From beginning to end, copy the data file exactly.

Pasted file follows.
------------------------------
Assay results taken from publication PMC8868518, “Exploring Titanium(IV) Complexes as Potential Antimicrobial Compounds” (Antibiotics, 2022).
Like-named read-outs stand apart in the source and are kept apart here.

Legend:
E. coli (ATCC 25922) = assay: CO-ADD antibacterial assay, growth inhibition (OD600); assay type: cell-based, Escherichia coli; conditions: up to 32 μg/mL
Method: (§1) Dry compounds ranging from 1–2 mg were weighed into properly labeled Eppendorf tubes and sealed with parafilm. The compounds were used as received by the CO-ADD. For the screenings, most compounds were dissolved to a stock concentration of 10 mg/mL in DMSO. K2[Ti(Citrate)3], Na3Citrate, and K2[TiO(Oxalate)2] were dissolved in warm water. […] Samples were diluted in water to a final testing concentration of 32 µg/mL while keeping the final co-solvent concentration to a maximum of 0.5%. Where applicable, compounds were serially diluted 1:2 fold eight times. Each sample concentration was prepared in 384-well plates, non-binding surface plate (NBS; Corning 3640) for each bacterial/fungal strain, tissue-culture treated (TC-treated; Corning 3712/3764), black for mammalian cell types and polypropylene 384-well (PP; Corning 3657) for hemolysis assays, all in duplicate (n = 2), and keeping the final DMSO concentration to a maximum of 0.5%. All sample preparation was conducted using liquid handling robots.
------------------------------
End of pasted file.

Assay results taken from publication PMC8868518, “Exploring Titanium(IV) Complexes as Potential Antimicrobial Compounds” (Antibiotics, 2022).
Like-named read-outs stand apart in the source and are kept apart here.

Legend:
E. coli (ATCC 25922) = assay: CO-ADD antibacterial assay, growth inhibition (OD600); assay type: cell-based, Escherichia coli; conditions: up to 32 μg/mL
Method: (§1) Dry compounds ranging from 1–2 mg were weighed into properly labeled Eppendorf tubes and sealed with parafilm. The compounds were used as received by the CO-ADD. For the screenings, most compounds were dissolved to a stock concentration of 10 mg/mL in DMSO. K2[Ti(Citrate)3], Na3Citrate, and K2[TiO(Oxalate)2] were dissolved in warm water. […] Samples were diluted in water to a final testing concentration of 32 µg/mL while keeping the final co-solvent concentration to a maximum of 0.5%. Where applicable, compounds were serially diluted 1:2 fold eight times. Each sample concentration was prepared in 384-well plates, non-binding surface plate (NBS; Corning 3640) for each bacterial/fungal strain, tissue-culture treated (TC-treated; Corning 3712/3764), black for mammalian cell types and polypropylene 384-well (PP; Corning 3657) for hemolysis assays, all in duplicate (n = 2), and keeping the final DMSO concentration to a maximum of 0.5%. All sample preparation was conducted using liquid handling robots.